Chad Marlow: Fate of net neutrality on the line

American Civil Liberties Union

On June 11, net neutrality protections ceased to exist.

This means your internet service provider is now able to engage in content-based discrimination. Internet content it favors for political or financial reasons can be delivered at top speeds, while content it disfavors is slowed or locked.

But did that start happening on day one? No, because the big telecoms that fought so hard to kill net neutrality are smarter than that.

Internet service providers spent millions lobbying the Federal Communications Commission to end net neutrality, and they are certainly going to expect a return on that investment.

While the ISPs are clearly expecting to increase their profits eventually, they are likely to be patient. Their wisest course of action for them is to eliminate net neutrality drip by drip over time, in hopes consumers won’t notice or will stop caring.

The big telecoms know bipartisan legislation to reject the FCC’s abandonment of net neutrality is pending before the House, after being approved by the Senate last month. They know 86 percent of all Americans favor restoring net neutrality. And they know three state Legislatures and six state governors have already adopted net neutrality measures, with more surely to come. Given that, they are unlikely to alter their behavior right away.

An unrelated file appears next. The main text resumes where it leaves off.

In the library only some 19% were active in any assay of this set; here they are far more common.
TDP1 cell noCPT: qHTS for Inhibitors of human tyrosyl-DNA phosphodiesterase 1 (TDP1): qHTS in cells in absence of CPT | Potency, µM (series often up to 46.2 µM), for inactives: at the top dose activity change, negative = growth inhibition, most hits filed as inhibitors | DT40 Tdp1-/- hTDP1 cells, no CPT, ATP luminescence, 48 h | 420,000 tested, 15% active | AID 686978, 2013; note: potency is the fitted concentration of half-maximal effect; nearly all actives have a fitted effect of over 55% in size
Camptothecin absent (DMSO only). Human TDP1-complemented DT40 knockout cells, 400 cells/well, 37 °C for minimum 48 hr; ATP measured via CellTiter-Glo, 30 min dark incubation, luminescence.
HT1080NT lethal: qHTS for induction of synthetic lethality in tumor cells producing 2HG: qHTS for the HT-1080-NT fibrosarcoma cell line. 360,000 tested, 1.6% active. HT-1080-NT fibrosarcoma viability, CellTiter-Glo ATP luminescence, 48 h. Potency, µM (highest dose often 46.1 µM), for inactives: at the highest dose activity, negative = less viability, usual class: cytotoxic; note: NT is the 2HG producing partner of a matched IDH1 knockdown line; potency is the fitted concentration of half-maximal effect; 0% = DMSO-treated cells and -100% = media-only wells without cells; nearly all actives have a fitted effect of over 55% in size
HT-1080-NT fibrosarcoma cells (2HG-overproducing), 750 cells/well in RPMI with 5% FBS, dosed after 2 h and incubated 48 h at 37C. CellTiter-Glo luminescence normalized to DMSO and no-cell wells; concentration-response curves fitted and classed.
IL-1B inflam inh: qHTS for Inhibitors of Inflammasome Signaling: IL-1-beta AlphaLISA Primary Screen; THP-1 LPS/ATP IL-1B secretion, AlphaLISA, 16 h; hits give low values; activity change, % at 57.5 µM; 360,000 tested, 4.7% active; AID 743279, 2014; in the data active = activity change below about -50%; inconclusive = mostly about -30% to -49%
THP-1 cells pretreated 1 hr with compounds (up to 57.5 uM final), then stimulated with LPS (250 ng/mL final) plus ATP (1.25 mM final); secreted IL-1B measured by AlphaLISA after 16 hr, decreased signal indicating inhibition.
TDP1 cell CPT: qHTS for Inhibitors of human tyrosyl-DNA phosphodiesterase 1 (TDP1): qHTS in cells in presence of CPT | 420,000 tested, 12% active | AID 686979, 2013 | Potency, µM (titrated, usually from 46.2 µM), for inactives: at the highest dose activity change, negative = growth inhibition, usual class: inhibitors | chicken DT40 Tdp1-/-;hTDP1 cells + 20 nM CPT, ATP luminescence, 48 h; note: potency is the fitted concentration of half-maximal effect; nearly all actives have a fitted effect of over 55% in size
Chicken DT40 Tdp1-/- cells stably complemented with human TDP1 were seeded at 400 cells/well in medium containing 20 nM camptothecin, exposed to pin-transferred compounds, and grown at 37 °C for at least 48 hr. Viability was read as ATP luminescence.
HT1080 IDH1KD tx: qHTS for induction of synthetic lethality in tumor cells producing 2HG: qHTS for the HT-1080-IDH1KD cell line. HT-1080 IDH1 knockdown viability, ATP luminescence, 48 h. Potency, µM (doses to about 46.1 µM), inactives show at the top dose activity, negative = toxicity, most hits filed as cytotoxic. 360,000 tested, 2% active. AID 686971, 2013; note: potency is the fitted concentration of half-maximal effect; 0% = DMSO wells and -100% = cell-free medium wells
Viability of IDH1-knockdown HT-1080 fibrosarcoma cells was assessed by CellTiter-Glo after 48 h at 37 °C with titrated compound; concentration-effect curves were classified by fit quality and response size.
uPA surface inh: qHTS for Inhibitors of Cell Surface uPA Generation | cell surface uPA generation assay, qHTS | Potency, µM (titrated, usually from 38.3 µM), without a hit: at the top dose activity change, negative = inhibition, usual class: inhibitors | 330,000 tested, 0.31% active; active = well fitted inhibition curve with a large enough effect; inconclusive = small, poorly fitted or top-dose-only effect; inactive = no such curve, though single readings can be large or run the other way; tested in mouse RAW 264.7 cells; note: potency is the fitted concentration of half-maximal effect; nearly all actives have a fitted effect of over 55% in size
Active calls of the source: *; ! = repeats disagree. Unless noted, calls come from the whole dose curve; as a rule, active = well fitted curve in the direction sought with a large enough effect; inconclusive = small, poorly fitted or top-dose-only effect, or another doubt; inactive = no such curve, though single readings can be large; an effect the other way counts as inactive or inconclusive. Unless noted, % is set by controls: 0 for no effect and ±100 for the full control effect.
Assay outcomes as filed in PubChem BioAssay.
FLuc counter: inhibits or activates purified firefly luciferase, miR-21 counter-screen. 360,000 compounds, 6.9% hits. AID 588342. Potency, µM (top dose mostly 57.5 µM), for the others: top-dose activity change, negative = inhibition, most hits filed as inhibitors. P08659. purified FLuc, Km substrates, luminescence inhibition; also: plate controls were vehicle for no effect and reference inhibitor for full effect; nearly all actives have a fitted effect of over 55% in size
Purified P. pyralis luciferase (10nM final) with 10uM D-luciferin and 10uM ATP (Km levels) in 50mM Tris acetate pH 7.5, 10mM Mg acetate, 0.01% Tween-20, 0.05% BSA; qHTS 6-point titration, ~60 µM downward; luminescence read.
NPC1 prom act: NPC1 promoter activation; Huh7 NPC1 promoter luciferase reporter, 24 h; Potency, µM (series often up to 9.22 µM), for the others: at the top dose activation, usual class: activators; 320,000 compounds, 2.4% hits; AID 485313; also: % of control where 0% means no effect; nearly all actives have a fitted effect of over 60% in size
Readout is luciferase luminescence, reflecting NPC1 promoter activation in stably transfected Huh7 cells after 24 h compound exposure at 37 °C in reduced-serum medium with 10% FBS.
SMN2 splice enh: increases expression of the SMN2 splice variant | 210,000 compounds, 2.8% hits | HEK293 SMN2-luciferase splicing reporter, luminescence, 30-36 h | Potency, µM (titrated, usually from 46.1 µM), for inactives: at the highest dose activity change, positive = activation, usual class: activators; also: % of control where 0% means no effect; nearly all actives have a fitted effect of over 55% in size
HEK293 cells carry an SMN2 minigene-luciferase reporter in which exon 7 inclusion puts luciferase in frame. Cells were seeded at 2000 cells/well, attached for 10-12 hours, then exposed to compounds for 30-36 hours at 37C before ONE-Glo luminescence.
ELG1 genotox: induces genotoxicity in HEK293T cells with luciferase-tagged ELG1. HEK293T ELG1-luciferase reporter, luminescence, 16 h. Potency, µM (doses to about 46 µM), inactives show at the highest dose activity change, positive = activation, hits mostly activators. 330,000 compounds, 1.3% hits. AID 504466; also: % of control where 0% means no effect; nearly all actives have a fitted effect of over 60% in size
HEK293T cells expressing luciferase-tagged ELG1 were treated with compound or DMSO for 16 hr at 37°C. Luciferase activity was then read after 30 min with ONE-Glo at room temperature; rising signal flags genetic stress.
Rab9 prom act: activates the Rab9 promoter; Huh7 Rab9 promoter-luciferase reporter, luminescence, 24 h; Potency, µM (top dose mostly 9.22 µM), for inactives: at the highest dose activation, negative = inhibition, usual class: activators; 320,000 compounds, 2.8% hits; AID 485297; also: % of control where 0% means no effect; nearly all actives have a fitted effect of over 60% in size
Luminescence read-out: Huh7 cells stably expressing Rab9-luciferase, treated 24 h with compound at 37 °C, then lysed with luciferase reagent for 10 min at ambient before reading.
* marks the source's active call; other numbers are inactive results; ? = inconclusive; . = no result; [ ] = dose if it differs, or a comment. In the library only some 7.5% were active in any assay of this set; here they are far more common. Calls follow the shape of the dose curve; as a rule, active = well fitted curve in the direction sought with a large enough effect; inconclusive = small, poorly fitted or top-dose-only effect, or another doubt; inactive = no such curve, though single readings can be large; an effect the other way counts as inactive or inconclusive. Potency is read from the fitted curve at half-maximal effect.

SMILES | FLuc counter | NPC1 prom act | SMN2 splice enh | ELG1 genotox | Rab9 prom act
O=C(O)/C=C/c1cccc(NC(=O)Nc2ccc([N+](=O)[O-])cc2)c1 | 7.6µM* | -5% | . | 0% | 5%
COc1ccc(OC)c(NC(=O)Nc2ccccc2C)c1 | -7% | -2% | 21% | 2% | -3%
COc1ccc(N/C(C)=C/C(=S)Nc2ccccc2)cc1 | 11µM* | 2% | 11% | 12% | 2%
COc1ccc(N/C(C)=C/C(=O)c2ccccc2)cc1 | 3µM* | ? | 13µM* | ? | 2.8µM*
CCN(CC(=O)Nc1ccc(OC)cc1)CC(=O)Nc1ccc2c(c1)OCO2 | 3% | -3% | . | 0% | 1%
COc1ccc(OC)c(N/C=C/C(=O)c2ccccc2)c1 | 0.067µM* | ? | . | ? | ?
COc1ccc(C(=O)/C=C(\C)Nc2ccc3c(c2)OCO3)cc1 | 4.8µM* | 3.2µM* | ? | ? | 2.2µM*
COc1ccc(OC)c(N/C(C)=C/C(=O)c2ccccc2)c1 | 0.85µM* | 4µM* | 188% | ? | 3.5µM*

Shortly after casting his vote in favor of the Senate bill aimed at restoring net neutrality, Louisiana Republican John Kennedy said, “If you trust your cable company, you’re not going to like my vote today. If you don’t trust your cable company, you will.”

Kennedy’s analysis is correct. And his comments hint at the likely next step in ISPs’ net neutrality playbook.

When June 11 came and went, the ISPs took no action in response. After some time has passed, they can point to their inaction as proof we were wrong to distrust them.

But guess what is likely to happen next? Drip. Drip. Drip. And before you know it, a flood washes away the free and open internet we all rely on.

So, yes, net neutrality officially ended June 11. When we will first feel the impact remains unknown, but the fight is far from over.

To bring net neutrality back, call your congressional representatives and insist they vote to join the Senate’s effort under the Congressional Review Act. For extra effect, mention that net neutrality will be on your mind when you go to the polls in November.

Although we may have lost net neutrality in the short run, 82 percent of Republicans, 90 percent of Democrats and 85 percent of independents favor restoration of net neutrality. If they make their voices heard, there is no doubt we will win in the end.


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